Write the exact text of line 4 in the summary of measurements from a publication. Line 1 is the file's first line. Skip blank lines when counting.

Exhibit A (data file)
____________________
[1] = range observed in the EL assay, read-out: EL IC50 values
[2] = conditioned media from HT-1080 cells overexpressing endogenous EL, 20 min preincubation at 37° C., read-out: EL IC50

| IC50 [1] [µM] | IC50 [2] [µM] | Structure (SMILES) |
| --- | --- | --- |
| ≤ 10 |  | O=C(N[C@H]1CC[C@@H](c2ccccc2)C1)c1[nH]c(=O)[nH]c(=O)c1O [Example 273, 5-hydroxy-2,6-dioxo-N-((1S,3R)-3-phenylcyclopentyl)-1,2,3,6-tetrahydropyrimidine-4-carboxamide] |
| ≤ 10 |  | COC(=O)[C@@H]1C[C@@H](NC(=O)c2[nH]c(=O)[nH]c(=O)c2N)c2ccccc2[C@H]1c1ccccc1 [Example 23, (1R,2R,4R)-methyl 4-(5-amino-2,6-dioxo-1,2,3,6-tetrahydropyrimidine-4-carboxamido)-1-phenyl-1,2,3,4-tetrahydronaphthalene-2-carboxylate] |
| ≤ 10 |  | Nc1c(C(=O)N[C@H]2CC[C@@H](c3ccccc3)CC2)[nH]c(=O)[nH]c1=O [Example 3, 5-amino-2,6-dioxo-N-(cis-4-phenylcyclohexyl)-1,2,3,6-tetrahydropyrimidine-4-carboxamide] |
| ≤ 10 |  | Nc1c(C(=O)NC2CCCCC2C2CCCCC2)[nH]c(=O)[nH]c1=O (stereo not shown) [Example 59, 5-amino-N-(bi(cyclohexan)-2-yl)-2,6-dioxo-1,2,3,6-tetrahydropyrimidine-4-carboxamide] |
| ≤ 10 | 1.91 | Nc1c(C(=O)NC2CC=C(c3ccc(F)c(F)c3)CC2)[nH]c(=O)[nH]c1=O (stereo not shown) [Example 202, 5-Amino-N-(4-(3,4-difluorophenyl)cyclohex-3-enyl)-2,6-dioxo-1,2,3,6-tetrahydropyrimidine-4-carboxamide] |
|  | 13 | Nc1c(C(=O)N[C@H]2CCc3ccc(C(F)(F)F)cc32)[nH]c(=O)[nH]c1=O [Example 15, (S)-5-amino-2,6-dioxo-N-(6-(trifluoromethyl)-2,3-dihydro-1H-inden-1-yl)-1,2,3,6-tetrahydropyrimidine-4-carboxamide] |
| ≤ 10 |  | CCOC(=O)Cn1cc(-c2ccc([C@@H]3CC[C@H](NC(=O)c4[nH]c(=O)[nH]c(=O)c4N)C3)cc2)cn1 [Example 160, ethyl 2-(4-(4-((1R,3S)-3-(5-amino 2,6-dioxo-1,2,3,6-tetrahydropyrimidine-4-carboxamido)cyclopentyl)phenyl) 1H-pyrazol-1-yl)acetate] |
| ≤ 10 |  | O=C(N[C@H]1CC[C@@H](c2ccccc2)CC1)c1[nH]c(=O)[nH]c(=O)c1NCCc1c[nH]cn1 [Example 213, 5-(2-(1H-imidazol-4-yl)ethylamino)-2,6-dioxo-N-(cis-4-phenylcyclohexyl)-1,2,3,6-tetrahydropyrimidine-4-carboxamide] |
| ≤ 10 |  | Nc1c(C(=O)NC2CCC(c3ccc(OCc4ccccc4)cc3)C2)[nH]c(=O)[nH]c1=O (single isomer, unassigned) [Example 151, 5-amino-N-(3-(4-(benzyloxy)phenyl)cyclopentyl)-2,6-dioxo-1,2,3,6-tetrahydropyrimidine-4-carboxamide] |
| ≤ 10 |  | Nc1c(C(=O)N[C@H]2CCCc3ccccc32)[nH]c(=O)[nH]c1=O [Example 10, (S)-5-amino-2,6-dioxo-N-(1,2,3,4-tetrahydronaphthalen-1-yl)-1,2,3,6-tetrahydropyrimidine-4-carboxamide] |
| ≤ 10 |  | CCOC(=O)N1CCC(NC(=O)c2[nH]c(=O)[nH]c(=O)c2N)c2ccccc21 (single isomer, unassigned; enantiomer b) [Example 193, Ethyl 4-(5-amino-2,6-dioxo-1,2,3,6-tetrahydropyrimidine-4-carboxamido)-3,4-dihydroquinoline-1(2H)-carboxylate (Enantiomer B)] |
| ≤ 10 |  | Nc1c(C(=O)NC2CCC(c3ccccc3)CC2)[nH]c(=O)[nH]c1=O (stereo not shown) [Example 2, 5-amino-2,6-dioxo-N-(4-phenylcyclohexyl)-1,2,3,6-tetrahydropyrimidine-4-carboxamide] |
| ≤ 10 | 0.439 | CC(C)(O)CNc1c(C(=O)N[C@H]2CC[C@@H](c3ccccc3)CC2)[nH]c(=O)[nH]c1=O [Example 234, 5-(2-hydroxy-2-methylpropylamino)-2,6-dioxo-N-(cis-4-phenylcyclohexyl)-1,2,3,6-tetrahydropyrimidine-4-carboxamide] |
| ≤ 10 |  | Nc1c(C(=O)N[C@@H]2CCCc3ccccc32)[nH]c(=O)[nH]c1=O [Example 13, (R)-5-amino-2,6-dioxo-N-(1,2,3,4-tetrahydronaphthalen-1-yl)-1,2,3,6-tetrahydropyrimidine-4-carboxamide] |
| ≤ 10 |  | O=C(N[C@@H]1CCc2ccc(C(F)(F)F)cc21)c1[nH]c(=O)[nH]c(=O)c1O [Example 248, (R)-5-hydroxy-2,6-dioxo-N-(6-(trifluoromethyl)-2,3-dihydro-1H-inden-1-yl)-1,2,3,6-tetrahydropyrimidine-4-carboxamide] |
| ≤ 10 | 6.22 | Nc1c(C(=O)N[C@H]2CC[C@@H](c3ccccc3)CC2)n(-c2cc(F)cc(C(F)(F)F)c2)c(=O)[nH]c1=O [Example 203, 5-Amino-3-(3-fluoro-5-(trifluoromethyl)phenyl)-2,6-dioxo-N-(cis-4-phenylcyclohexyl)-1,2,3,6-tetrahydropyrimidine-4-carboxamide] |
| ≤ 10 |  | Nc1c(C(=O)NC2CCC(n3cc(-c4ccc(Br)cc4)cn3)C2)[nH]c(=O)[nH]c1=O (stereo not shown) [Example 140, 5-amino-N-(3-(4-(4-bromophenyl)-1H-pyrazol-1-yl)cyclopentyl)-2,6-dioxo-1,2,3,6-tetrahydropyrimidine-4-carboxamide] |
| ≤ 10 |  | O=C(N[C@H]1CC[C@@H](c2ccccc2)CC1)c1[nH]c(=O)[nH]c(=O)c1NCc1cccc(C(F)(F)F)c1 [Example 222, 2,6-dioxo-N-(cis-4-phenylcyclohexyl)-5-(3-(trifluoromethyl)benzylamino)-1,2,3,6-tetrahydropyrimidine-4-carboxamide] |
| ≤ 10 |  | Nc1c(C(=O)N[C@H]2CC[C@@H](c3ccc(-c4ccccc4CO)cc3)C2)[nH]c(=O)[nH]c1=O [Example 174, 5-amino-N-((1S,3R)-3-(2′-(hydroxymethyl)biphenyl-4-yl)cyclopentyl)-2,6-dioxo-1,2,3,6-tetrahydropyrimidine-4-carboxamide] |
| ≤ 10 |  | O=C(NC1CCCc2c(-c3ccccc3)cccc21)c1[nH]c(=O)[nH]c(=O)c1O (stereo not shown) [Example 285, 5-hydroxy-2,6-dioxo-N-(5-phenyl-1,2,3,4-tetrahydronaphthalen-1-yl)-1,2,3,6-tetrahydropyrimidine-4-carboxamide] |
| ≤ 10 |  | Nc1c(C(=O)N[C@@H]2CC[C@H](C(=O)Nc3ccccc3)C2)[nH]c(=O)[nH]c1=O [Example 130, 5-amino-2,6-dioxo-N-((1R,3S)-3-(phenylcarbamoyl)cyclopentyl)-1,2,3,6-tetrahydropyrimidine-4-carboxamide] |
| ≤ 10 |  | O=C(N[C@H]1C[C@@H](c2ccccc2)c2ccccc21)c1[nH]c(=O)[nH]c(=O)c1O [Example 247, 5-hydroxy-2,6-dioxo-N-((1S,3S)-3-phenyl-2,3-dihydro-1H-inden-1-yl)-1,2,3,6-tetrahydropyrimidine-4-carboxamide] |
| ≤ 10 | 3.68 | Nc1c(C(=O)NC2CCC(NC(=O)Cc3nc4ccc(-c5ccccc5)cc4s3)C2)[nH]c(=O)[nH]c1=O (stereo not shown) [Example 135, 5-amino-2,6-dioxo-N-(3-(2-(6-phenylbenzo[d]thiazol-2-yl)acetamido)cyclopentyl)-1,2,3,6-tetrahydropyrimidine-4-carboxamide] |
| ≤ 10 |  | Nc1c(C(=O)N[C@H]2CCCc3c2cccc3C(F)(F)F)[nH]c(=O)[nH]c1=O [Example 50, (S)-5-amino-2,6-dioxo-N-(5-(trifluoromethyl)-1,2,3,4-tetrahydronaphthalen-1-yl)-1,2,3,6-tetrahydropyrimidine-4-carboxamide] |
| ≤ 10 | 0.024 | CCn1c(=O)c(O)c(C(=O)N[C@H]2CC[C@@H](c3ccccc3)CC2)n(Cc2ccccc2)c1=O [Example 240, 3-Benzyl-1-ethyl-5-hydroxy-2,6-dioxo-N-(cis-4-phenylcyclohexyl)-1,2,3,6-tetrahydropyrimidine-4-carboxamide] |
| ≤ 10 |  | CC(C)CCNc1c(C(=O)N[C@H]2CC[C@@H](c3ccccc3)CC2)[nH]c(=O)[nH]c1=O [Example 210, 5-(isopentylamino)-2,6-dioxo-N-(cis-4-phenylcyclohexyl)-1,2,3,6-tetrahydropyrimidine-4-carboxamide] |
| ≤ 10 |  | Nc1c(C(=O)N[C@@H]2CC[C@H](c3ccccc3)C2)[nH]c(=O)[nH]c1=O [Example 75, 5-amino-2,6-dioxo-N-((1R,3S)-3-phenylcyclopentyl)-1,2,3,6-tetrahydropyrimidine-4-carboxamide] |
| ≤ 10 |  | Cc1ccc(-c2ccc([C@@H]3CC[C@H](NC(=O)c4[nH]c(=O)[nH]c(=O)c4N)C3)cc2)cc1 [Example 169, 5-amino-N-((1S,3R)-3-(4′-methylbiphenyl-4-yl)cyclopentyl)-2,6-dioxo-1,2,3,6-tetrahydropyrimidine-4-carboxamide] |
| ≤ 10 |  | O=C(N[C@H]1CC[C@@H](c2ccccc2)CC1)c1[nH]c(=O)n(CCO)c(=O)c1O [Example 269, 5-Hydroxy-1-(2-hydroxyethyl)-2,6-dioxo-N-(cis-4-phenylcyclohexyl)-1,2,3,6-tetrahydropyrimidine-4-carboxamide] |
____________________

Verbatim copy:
| --- | --- | --- |